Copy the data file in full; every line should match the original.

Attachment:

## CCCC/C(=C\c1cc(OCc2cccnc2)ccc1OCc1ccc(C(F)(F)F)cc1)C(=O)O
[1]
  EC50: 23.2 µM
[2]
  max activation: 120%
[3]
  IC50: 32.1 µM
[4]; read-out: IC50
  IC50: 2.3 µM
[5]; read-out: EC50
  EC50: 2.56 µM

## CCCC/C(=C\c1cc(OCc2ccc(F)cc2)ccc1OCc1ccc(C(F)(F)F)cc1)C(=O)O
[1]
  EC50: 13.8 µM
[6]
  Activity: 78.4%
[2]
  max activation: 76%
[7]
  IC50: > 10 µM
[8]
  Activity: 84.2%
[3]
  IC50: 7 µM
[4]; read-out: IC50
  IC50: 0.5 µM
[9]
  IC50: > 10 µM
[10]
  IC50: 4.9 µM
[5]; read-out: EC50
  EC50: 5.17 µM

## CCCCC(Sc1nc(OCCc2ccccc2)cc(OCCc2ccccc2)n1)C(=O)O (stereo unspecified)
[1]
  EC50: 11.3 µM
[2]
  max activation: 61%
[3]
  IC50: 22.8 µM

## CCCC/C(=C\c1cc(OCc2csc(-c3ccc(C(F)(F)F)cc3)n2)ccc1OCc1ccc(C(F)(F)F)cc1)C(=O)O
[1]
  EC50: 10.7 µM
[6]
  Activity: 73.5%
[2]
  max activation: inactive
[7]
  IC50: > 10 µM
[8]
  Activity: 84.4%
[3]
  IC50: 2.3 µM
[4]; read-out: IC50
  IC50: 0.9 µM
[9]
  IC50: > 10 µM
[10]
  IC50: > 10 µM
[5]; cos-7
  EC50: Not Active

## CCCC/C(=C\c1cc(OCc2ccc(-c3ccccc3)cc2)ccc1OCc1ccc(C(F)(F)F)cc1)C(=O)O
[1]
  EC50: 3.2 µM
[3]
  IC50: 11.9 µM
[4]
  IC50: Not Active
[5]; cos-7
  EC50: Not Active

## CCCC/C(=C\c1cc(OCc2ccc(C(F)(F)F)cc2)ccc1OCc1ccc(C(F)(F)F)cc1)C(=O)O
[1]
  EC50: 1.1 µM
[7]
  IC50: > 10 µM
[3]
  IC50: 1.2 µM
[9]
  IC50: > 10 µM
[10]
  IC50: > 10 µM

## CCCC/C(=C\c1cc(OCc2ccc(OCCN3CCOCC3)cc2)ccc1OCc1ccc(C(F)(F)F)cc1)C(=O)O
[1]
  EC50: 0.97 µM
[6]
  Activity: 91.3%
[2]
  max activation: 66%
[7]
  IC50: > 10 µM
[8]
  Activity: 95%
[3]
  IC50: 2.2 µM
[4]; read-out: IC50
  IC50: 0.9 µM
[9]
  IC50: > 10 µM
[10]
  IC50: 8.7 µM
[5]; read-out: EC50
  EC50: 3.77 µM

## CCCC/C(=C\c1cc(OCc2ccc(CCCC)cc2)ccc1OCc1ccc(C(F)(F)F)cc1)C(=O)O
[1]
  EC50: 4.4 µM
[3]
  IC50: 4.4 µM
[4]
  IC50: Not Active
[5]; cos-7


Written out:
## CCCC/C(=C\c1cc(OCc2cccnc2)ccc1OCc1ccc(C(F)(F)F)cc1)C(=O)O
[1]
  EC50: 23.2 µM
[2]
  max activation: 120%
[3]
  IC50: 32.1 µM
[4]; read-out: IC50
  IC50: 2.3 µM
[5]; read-out: EC50
  EC50: 2.56 µM

## CCCC/C(=C\c1cc(OCc2ccc(F)cc2)ccc1OCc1ccc(C(F)(F)F)cc1)C(=O)O
[1]
  EC50: 13.8 µM
[6]
  Activity: 78.4%
[2]
  max activation: 76%
[7]
  IC50: > 10 µM
[8]
  Activity: 84.2%
[3]
  IC50: 7 µM
[4]; read-out: IC50
  IC50: 0.5 µM
[9]
  IC50: > 10 µM
[10]
  IC50: 4.9 µM
[5]; read-out: EC50
  EC50: 5.17 µM

## CCCCC(Sc1nc(OCCc2ccccc2)cc(OCCc2ccccc2)n1)C(=O)O (stereo unspecified)
[1]
  EC50: 11.3 µM
[2]
  max activation: 61%
[3]
  IC50: 22.8 µM

## CCCC/C(=C\c1cc(OCc2csc(-c3ccc(C(F)(F)F)cc3)n2)ccc1OCc1ccc(C(F)(F)F)cc1)C(=O)O
[1]
  EC50: 10.7 µM
[6]
  Activity: 73.5%
[2]
  max activation: inactive
[7]
  IC50: > 10 µM
[8]
  Activity: 84.4%
[3]
  IC50: 2.3 µM
[4]; read-out: IC50
  IC50: 0.9 µM
[9]
  IC50: > 10 µM
[10]
  IC50: > 10 µM
[5]; cos-7
  EC50: Not Active

## CCCC/C(=C\c1cc(OCc2ccc(-c3ccccc3)cc2)ccc1OCc1ccc(C(F)(F)F)cc1)C(=O)O
[1]
  EC50: 3.2 µM
[3]
  IC50: 11.9 µM
[4]
  IC50: Not Active
[5]; cos-7
  EC50: Not Active

## CCCC/C(=C\c1cc(OCc2ccc(C(F)(F)F)cc2)ccc1OCc1ccc(C(F)(F)F)cc1)C(=O)O
[1]
  EC50: 1.1 µM
[7]
  IC50: > 10 µM
[3]
  IC50: 1.2 µM
[9]
  IC50: > 10 µM
[10]
  IC50: > 10 µM

## CCCC/C(=C\c1cc(OCc2ccc(OCCN3CCOCC3)cc2)ccc1OCc1ccc(C(F)(F)F)cc1)C(=O)O
[1]
  EC50: 0.97 µM
[6]
  Activity: 91.3%
[2]
  max activation: 66%
[7]
  IC50: > 10 µM
[8]
  Activity: 95%
[3]
  IC50: 2.2 µM
[4]; read-out: IC50
  IC50: 0.9 µM
[9]
  IC50: > 10 µM
[10]
  IC50: 8.7 µM
[5]; read-out: EC50
  EC50: 3.77 µM

## CCCC/C(=C\c1cc(OCc2ccc(CCCC)cc2)ccc1OCc1ccc(C(F)(F)F)cc1)C(=O)O
[1]
  EC50: 4.4 µM
[3]
  IC50: 4.4 µM
[4]
  IC50: Not Active
[5]; cos-7